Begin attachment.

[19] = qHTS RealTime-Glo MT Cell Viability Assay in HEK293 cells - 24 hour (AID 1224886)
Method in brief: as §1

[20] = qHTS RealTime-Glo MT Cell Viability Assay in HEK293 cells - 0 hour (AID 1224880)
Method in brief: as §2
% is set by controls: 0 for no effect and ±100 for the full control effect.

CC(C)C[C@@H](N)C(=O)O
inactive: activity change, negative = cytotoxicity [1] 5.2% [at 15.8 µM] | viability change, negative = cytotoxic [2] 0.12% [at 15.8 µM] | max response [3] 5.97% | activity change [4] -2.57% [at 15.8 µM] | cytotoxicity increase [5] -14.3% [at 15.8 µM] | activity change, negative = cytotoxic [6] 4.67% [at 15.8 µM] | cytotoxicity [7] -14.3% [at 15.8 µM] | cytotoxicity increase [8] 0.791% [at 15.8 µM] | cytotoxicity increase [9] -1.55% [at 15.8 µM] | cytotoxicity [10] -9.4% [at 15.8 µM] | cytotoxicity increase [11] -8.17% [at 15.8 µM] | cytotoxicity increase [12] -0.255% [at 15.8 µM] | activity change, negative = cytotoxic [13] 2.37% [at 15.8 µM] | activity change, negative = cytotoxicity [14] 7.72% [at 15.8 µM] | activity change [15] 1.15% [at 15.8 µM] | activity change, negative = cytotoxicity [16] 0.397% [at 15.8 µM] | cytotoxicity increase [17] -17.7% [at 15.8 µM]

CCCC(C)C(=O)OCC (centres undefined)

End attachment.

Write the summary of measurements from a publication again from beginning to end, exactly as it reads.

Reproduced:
[19] = qHTS RealTime-Glo MT Cell Viability Assay in HEK293 cells - 24 hour (AID 1224886)
Method in brief: as §1

[20] = qHTS RealTime-Glo MT Cell Viability Assay in HEK293 cells - 0 hour (AID 1224880)
Method in brief: as §2
% is set by controls: 0 for no effect and ±100 for the full control effect.

CC(C)C[C@@H](N)C(=O)O
inactive: activity change, negative = cytotoxicity [1] 5.2% [at 15.8 µM] | viability change, negative = cytotoxic [2] 0.12% [at 15.8 µM] | max response [3] 5.97% | activity change [4] -2.57% [at 15.8 µM] | cytotoxicity increase [5] -14.3% [at 15.8 µM] | activity change, negative = cytotoxic [6] 4.67% [at 15.8 µM] | cytotoxicity [7] -14.3% [at 15.8 µM] | cytotoxicity increase [8] 0.791% [at 15.8 µM] | cytotoxicity increase [9] -1.55% [at 15.8 µM] | cytotoxicity [10] -9.4% [at 15.8 µM] | cytotoxicity increase [11] -8.17% [at 15.8 µM] | cytotoxicity increase [12] -0.255% [at 15.8 µM] | activity change, negative = cytotoxic [13] 2.37% [at 15.8 µM] | activity change, negative = cytotoxicity [14] 7.72% [at 15.8 µM] | activity change [15] 1.15% [at 15.8 µM] | activity change, negative = cytotoxicity [16] 0.397% [at 15.8 µM] | cytotoxicity increase [17] -17.7% [at 15.8 µM]

CCCC(C)C(=O)OCC (centres undefined)